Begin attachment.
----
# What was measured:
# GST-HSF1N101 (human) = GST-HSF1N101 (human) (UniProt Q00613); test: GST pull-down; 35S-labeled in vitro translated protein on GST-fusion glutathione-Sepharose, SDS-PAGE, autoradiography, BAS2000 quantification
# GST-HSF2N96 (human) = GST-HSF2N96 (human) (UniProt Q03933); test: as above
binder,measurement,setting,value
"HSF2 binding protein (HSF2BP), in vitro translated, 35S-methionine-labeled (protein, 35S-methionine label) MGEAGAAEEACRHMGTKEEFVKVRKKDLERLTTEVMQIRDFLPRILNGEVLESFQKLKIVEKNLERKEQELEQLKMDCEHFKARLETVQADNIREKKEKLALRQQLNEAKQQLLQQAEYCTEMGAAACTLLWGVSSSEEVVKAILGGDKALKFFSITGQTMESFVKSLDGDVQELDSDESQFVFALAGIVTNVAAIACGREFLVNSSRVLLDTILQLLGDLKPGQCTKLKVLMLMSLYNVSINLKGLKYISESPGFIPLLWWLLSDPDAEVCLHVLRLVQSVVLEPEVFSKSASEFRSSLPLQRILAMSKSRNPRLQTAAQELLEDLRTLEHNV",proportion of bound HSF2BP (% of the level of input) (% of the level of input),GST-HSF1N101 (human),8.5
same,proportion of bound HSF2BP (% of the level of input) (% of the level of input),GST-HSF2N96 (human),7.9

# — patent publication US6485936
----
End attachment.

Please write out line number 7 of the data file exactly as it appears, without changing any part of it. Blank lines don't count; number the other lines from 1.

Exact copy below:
# — patent publication US6485936